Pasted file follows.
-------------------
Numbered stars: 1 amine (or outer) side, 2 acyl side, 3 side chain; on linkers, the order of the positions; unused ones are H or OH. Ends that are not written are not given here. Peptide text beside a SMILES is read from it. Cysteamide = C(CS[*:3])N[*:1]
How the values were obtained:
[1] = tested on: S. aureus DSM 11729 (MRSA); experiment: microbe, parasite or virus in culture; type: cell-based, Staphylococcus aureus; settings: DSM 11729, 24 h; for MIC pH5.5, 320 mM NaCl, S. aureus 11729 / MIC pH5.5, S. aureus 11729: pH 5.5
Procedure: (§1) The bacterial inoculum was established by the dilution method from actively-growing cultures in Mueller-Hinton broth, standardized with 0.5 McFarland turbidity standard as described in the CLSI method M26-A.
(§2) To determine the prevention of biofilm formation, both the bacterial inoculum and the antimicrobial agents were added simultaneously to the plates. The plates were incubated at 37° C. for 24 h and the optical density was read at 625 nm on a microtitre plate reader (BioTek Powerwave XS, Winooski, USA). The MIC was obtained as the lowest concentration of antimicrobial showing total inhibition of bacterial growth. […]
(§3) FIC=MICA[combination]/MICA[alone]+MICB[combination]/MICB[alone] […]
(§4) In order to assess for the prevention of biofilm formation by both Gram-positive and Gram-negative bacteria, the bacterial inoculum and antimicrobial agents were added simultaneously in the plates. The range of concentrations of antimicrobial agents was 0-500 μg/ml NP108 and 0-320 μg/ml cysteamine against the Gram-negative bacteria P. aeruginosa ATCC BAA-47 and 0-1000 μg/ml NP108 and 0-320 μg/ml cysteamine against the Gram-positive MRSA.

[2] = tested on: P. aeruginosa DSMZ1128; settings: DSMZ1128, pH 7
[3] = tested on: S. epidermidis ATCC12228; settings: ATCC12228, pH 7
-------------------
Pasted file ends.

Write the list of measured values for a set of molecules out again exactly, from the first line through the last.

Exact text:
Numbered stars: 1 amine (or outer) side, 2 acyl side, 3 side chain; on linkers, the order of the positions; unused ones are H or OH. Ends that are not written are not given here. Peptide text beside a SMILES is read from it. Cysteamide = C(CS[*:3])N[*:1]
How the values were obtained:
[1] = tested on: S. aureus DSM 11729 (MRSA); experiment: microbe, parasite or virus in culture; type: cell-based, Staphylococcus aureus; settings: DSM 11729, 24 h; for MIC pH5.5, 320 mM NaCl, S. aureus 11729 / MIC pH5.5, S. aureus 11729: pH 5.5
Procedure: (§1) The bacterial inoculum was established by the dilution method from actively-growing cultures in Mueller-Hinton broth, standardized with 0.5 McFarland turbidity standard as described in the CLSI method M26-A.
(§2) To determine the prevention of biofilm formation, both the bacterial inoculum and the antimicrobial agents were added simultaneously to the plates. The plates were incubated at 37° C. for 24 h and the optical density was read at 625 nm on a microtitre plate reader (BioTek Powerwave XS, Winooski, USA). The MIC was obtained as the lowest concentration of antimicrobial showing total inhibition of bacterial growth. […]
(§3) FIC=MICA[combination]/MICA[alone]+MICB[combination]/MICB[alone] […]
(§4) In order to assess for the prevention of biofilm formation by both Gram-positive and Gram-negative bacteria, the bacterial inoculum and antimicrobial agents were added simultaneously in the plates. The range of concentrations of antimicrobial agents was 0-500 μg/ml NP108 and 0-320 μg/ml cysteamine against the Gram-negative bacteria P. aeruginosa ATCC BAA-47 and 0-1000 μg/ml NP108 and 0-320 μg/ml cysteamine against the Gram-positive MRSA.

[2] = tested on: P. aeruginosa DSMZ1128; settings: DSMZ1128, pH 7
[3] = tested on: S. epidermidis ATCC12228; settings: ATCC12228, pH 7